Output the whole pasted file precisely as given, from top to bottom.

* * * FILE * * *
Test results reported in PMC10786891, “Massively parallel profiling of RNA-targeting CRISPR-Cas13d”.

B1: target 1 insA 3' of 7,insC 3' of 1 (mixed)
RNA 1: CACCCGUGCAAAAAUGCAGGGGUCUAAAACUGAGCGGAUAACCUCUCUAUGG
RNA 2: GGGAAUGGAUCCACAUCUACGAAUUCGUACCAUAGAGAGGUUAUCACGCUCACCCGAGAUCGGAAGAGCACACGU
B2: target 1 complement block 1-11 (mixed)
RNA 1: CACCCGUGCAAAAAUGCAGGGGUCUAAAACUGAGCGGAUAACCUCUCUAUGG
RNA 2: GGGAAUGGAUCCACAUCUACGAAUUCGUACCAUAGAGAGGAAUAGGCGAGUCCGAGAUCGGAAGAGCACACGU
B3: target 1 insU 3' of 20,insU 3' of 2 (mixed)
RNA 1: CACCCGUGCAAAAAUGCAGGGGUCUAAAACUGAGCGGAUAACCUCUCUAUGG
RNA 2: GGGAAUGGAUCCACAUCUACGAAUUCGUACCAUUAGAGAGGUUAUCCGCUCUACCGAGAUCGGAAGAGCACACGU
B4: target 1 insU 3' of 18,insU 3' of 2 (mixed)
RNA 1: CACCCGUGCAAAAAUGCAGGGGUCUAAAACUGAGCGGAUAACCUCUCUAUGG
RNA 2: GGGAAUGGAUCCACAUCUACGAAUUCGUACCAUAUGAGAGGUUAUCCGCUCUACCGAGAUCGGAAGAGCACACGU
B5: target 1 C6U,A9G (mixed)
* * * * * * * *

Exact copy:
Test results reported in PMC10786891, “Massively parallel profiling of RNA-targeting CRISPR-Cas13d”.

B1: target 1 insA 3' of 7,insC 3' of 1 (mixed)
RNA 1: CACCCGUGCAAAAAUGCAGGGGUCUAAAACUGAGCGGAUAACCUCUCUAUGG
RNA 2: GGGAAUGGAUCCACAUCUACGAAUUCGUACCAUAGAGAGGUUAUCACGCUCACCCGAGAUCGGAAGAGCACACGU
B2: target 1 complement block 1-11 (mixed)
RNA 1: CACCCGUGCAAAAAUGCAGGGGUCUAAAACUGAGCGGAUAACCUCUCUAUGG
RNA 2: GGGAAUGGAUCCACAUCUACGAAUUCGUACCAUAGAGAGGAAUAGGCGAGUCCGAGAUCGGAAGAGCACACGU
B3: target 1 insU 3' of 20,insU 3' of 2 (mixed)
RNA 1: CACCCGUGCAAAAAUGCAGGGGUCUAAAACUGAGCGGAUAACCUCUCUAUGG
RNA 2: GGGAAUGGAUCCACAUCUACGAAUUCGUACCAUUAGAGAGGUUAUCCGCUCUACCGAGAUCGGAAGAGCACACGU
B4: target 1 insU 3' of 18,insU 3' of 2 (mixed)
RNA 1: CACCCGUGCAAAAAUGCAGGGGUCUAAAACUGAGCGGAUAACCUCUCUAUGG
RNA 2: GGGAAUGGAUCCACAUCUACGAAUUCGUACCAUAUGAGAGGUUAUCCGCUCUACCGAGAUCGGAAGAGCACACGU
B5: target 1 C6U,A9G (mixed)